The early church was steadfast in their unwillingness to participate in Roman politics. Celsus, a Platonist, came hard against the Church for its unwillingness to take public office or participate in Roman politics in the third century. He criticized the Church by suggesting that if everyone were to follow in the footsteps of Christians the country would be left to barbarians. Origen responded by suggesting that if everyone were to follow him then all would be law-abiding and mild because they would have submitted to the word of God. He goes on to suggest that anyone competent enough to lead should focus on ruling God’s country (the Church) rather than Rome. And then he stated, “We do not accept those who love power. But we put pressure on those who on account of their great humility are reluctant hastily to take upon themselves the common responsibility of the church of God” (Contra Celsum 8.75). I.e. persons who want to lead are ignored while those not willing to lead are pressured to lead. No power for those who want power! Origen concludes that Christians are better served by ignoring public office and discourse in favor of focusing their attention on building the Church.

A few years later, writing in reference to a plague, Dyonysius reveals the servant nature of the Church.

The most, at all events, of our brethren in their exceeding love and affection for the brotherhood were unsparing of themselves and clave to one another, visiting the sick without a thought as to the danger, assiduously ministering to them, tending them in Christ., and so most gladly departed from his life along with them; being infected with the disease from others, drawing upon themselves the sickness from their neighbors, and willingly taking over their pains. … In this manner the best at any rate of our brethren departed this life, certain presbyters and deacons and some of the laity. (Ecclesiastical History 7.22, emphasis mine.)

Origen is arguing that the Church has more influence by focusing their attention on being Jesus, or being the Church, than pressuring Roman politics. I.e. he argues that the Church will gain the hearts and adherence of the people if they choose to empty themselves of rights and honor to serve those inside and outside the Church. Dyonysius shows us this in action. He says the Church didn’t just lose it’s own poor and marginalized people in the plague but the best of their brethren. Presbyters, deacons, and lay persons were lost.

Julian the Apostate, a Roman Emperor, a century later affirms such influence by revealing why so many pagans were joining the Church, “These impious [Christians] not only feed their own poor, but ours also; welcoming them into their agape, they attract them, as children are attracted, with cakes…” The Pre-Constantine Church ignored public office and political matters because they were busy building an alternative social reality. Come check out the Church if you do not like the way the world was going. Is the Roman government failing you? Check out the body of Christ!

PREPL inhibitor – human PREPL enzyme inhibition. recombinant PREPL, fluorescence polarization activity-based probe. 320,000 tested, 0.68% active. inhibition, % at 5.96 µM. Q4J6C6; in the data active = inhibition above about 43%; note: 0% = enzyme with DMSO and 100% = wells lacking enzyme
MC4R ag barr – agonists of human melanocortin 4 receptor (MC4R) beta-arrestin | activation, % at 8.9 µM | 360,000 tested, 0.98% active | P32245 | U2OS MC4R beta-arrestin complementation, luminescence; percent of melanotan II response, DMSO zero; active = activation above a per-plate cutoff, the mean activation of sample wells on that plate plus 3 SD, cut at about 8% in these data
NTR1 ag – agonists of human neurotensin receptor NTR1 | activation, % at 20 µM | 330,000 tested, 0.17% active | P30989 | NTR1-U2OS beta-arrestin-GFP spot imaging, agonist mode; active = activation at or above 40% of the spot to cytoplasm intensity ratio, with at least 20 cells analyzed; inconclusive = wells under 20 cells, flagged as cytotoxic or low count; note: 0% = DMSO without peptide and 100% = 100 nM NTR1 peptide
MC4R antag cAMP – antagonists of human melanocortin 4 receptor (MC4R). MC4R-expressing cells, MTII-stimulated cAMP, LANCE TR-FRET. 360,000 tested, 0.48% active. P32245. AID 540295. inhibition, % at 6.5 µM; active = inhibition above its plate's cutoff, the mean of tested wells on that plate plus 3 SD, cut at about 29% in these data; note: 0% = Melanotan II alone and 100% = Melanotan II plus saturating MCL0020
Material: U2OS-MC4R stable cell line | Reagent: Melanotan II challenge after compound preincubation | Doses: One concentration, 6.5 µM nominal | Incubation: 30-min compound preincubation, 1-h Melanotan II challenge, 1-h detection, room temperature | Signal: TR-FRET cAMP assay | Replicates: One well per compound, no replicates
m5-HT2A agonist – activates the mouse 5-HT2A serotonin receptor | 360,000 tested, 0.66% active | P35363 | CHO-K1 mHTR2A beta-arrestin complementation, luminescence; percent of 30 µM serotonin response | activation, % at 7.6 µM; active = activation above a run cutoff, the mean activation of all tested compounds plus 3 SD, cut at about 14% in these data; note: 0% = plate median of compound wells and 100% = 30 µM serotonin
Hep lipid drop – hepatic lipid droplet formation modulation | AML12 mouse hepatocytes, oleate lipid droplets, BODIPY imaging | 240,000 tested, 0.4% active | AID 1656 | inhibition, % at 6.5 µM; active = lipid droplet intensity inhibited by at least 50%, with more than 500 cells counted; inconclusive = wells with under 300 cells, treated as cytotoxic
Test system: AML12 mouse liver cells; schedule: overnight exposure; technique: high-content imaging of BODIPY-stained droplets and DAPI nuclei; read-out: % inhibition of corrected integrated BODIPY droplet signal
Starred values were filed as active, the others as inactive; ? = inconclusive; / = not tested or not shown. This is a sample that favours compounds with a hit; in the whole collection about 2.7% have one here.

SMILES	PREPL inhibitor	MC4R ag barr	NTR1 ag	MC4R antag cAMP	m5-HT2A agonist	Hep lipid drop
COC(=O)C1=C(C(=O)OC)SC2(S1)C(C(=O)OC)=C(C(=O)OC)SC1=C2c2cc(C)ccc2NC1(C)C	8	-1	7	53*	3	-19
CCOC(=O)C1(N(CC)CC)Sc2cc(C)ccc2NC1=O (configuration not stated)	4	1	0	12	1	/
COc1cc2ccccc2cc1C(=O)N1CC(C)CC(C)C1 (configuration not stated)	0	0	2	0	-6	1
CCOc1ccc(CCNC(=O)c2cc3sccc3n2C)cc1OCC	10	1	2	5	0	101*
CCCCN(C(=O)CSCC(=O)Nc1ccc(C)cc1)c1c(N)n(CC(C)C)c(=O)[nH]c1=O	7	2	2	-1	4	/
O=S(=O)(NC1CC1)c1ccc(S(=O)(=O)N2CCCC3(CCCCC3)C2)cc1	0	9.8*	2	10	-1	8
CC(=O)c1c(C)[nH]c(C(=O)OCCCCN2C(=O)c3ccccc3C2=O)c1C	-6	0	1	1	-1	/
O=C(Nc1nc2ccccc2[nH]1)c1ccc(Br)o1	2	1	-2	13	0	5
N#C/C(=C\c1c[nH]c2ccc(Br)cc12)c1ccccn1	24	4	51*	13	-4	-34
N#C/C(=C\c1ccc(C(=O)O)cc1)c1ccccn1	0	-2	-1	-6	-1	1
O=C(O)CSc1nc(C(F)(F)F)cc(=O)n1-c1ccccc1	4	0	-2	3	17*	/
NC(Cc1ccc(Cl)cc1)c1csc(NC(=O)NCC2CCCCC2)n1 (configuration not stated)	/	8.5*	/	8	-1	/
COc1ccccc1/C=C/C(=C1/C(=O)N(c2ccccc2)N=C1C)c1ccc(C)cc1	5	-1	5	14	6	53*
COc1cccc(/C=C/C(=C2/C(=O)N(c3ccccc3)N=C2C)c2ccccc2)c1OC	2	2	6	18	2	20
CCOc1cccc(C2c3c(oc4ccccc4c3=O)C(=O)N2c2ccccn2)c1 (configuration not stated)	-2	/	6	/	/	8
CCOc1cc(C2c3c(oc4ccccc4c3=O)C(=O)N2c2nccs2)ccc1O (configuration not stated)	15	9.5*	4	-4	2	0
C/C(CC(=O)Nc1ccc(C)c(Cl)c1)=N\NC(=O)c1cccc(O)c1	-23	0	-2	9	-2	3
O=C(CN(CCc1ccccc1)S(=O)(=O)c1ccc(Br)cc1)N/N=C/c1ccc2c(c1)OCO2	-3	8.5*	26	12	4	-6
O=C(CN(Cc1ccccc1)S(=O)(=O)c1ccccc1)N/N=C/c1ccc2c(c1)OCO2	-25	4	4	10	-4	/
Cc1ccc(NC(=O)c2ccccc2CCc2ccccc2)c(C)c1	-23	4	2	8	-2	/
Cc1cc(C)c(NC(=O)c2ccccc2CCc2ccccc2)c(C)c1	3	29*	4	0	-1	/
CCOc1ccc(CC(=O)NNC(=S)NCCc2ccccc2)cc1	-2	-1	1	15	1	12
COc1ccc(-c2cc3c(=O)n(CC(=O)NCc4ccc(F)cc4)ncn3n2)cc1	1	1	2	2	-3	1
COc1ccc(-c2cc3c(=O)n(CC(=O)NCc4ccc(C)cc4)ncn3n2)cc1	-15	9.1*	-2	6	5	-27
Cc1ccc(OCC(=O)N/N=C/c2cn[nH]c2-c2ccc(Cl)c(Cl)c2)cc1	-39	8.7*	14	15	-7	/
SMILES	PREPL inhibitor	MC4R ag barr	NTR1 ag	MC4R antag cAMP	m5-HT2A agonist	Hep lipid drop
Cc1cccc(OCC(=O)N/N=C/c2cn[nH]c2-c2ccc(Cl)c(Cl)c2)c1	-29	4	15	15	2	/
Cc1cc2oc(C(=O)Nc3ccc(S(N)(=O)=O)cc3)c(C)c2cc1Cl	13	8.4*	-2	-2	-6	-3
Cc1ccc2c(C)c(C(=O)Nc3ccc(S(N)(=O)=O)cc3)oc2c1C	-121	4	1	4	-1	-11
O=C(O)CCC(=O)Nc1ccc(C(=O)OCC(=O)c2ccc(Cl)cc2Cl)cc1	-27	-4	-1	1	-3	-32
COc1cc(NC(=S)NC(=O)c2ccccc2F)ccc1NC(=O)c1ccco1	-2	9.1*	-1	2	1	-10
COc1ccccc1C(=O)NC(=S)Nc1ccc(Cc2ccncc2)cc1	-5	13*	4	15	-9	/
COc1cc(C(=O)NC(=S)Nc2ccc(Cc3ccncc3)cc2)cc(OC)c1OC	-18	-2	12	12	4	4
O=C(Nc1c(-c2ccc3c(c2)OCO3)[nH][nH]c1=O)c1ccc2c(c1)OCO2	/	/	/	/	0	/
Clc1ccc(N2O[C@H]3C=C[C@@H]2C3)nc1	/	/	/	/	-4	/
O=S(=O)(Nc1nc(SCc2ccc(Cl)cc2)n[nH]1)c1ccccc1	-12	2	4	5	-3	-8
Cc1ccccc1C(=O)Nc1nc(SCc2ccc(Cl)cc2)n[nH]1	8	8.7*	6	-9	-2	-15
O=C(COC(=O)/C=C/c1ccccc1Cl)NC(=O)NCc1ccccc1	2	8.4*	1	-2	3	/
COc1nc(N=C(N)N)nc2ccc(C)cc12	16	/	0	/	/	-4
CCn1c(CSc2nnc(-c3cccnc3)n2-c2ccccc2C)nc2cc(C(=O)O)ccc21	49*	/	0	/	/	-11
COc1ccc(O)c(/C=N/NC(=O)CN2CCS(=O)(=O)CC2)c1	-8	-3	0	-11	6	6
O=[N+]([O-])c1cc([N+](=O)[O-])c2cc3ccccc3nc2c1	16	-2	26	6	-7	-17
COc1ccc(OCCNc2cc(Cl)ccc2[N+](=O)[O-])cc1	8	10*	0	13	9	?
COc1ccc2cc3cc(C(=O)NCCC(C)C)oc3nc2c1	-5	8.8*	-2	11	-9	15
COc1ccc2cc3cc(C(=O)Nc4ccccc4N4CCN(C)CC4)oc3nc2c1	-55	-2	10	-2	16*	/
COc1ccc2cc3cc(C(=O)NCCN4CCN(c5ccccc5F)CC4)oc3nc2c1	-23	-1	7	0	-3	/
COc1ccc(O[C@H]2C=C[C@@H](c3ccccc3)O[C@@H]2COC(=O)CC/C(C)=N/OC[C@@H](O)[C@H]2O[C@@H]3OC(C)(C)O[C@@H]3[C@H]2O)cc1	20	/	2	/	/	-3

Post-Christendom 
If what one means by being post-Christian is that we no longer live in a culture that chooses to follow in the footsteps of Jesus by emptying ourselves of privilege and choosing to serve our neighbor, even to the point of death, then let’s keep calling it post-Christian. But if we mean that the Church is no longer at the center of power and influence, let’s correctly refer to our culture as post-Christendom. Christendom marks the period of the Church from the fourth century until recent times when the Church and state were either one and the same or served as close allies. As the aftermath of 9/11 showed in Canada, this is no longer the case. We truly live in a post-Christendom culture.

 

*The quotes from Origen, Dyonysius, and Julian came from Jesus and Community by Gerhard Lohfink. Part IV of this book is some of the best chapters I have read on the Church.

**Photo cred: http://en.wikipedia.org/wiki/Church_Fathers

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Tim Hallman March 12, 2015 at 10:49 am

Your distinction between post-Christian and post-Christendom is helpful. I think it helps capture the ongoing secularization of our communities and nation. The state can do for people what the church used to be able to do or want to do. H.R. Niebuhr in his book The Kingdom of God in America gives a brief, big pic overview of how essentially post-Christendom took root. I like how you point out the way of Jesus as a way forward for American churches. It’s not about reclaiming lost power, or a neo-Christendom that’s been chastened. But the church ought to rethink what it’s authority and power are in a community and how to wield it for the kingdom of God.